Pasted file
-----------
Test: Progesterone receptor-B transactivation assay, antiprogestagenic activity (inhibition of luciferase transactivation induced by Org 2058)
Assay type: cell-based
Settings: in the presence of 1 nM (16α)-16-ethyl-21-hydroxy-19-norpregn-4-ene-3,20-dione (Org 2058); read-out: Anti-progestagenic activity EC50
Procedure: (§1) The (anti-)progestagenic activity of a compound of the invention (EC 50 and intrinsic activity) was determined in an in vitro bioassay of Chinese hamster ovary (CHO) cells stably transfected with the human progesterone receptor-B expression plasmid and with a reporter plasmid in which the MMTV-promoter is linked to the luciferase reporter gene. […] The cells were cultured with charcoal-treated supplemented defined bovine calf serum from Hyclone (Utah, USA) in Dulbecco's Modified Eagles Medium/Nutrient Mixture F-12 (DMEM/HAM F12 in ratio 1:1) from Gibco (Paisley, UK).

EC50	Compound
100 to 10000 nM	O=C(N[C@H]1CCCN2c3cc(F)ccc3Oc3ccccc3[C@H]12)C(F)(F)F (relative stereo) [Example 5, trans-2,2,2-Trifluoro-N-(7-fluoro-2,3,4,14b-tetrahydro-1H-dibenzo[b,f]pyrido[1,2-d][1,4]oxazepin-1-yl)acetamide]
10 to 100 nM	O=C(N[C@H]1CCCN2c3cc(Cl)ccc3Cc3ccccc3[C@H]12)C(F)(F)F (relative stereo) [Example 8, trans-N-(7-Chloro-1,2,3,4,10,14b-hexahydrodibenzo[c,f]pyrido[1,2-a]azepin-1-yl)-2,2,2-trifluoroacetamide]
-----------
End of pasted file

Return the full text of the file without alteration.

Test: Progesterone receptor-B transactivation assay, antiprogestagenic activity (inhibition of luciferase transactivation induced by Org 2058)
Assay type: cell-based
Settings: in the presence of 1 nM (16α)-16-ethyl-21-hydroxy-19-norpregn-4-ene-3,20-dione (Org 2058); read-out: Anti-progestagenic activity EC50
Procedure: (§1) The (anti-)progestagenic activity of a compound of the invention (EC 50 and intrinsic activity) was determined in an in vitro bioassay of Chinese hamster ovary (CHO) cells stably transfected with the human progesterone receptor-B expression plasmid and with a reporter plasmid in which the MMTV-promoter is linked to the luciferase reporter gene. […] The cells were cultured with charcoal-treated supplemented defined bovine calf serum from Hyclone (Utah, USA) in Dulbecco's Modified Eagles Medium/Nutrient Mixture F-12 (DMEM/HAM F12 in ratio 1:1) from Gibco (Paisley, UK).

EC50	Compound
100 to 10000 nM	O=C(N[C@H]1CCCN2c3cc(F)ccc3Oc3ccccc3[C@H]12)C(F)(F)F (relative stereo) [Example 5, trans-2,2,2-Trifluoro-N-(7-fluoro-2,3,4,14b-tetrahydro-1H-dibenzo[b,f]pyrido[1,2-d][1,4]oxazepin-1-yl)acetamide]
10 to 100 nM	O=C(N[C@H]1CCCN2c3cc(Cl)ccc3Cc3ccccc3[C@H]12)C(F)(F)F (relative stereo) [Example 8, trans-N-(7-Chloro-1,2,3,4,10,14b-hexahydrodibenzo[c,f]pyrido[1,2-a]azepin-1-yl)-2,2,2-trifluoroacetamide]